What can a framework do?

Lea Kämpf

A restored or an unrestored frame can change the appearance of a painting to a greater extent than we may be aware of at first.

A picture typically comes with a frame. It completes the work and they are displayed or hung up this way. But they can also compliment the work. A richly ornamented gilded frame, for example, places an unimpressive painting in a stronger focus than a simple, unadorned frame. It visually enhances the painting. Frames can therefore also influence the appearance of a work of art. In addition to the choice of the size, material, shape and decoration of a frame, the state of preservation also influences the appearance of a painting. Thus, an unrestored picture frame that shows dark abrasions, dark surface dirt as well as numerous imperfections and chippings can have a negative effect on the aesthetics of a painting. 

The picture and the frame inevitably lose their visual impact and even their value. They appear neglected, old and broken. 

Therefore, alongside the restoration of a painting, the "optical reconstruction" of a frame should not be forgotten. Through this, the frame regains its aesthetic value. Cleaning the surface of a frame can already have a great effect and let the picture shine in new glory.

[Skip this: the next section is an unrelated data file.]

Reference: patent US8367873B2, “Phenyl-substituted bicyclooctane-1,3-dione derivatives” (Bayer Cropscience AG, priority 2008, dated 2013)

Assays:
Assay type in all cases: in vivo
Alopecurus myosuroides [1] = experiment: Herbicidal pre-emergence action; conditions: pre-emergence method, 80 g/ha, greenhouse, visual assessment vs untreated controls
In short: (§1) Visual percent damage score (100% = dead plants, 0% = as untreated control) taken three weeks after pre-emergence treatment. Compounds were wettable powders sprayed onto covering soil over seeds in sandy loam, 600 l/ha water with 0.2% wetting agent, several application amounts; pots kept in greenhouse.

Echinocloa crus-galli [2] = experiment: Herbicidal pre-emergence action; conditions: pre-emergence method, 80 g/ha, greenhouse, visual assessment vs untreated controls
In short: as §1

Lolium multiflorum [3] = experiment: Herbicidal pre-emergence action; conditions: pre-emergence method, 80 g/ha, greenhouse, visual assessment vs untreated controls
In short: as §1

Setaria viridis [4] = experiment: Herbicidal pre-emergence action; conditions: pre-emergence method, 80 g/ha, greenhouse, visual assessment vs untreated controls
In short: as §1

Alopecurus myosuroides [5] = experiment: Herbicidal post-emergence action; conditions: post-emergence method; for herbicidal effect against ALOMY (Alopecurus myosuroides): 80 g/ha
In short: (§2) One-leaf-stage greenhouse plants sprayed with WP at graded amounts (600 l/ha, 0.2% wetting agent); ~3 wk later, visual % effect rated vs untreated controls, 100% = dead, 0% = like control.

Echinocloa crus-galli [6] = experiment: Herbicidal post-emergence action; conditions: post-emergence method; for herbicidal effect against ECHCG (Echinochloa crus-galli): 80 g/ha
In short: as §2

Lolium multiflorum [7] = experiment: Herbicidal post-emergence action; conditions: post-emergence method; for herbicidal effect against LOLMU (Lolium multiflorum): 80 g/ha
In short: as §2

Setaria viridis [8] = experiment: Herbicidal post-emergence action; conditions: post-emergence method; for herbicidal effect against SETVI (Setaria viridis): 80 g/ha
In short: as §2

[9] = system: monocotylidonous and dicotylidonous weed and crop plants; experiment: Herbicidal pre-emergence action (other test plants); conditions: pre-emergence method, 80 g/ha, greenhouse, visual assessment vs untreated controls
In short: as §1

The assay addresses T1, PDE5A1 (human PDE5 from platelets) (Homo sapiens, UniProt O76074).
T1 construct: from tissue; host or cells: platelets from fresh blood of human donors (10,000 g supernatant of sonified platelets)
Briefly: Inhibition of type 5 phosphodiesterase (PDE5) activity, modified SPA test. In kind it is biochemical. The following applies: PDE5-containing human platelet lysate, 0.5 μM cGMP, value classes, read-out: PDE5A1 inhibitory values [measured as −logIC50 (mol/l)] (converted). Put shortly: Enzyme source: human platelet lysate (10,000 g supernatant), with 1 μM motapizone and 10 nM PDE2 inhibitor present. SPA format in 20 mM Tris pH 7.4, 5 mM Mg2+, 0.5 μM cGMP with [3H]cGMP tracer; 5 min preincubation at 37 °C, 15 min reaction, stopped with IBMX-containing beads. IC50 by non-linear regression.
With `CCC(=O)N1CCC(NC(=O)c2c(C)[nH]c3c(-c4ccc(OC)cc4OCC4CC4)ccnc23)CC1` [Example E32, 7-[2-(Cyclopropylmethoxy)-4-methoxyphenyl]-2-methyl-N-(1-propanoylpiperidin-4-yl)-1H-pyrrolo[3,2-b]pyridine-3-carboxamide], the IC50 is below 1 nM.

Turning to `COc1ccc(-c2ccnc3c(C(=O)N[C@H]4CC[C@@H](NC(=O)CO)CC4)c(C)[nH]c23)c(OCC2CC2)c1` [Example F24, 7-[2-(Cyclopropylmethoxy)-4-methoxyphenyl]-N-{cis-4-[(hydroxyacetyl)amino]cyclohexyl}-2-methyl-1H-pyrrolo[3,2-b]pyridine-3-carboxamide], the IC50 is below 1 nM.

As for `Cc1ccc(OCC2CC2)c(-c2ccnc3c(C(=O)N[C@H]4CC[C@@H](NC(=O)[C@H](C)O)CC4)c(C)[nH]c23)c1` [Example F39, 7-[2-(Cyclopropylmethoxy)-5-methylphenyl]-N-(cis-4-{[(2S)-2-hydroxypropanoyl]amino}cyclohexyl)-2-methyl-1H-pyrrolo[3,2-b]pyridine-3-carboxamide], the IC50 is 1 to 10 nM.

For instance, this can be seen in the work "Piazza San Marco II" by the Czech artist Dana Hlobilová (born 1928). Before the cleaning, the frame appears greyed. It shows local dark spots and abrasions. This negatively affects the painting insofar as the grey areas of colour in the painting are emphasised. The otherwise radiant tones of the blue sky and the red St. Marcus tower automatically appear "greyer" as well. A loss of aesthetics also means a loss of value. 

After the surface has been cleaned, the work shines in its original beauty yet again. The frame, which initially appeared grey, has been given back its fresh white colours. Likewise, the luminosity of the tempera colours of the painting returns visually. 

A further visual improvement was achieved by retouching the dark abrasions on the frame. The local dark abrasions were covered with a retouching medium and thereby visually "removed". This way, the frame can now shine in its full aesthetics.  

In particular, the conservator's eye can now also concentrate on the wonderful painting and is much less bothered by the initially uncleaned frame.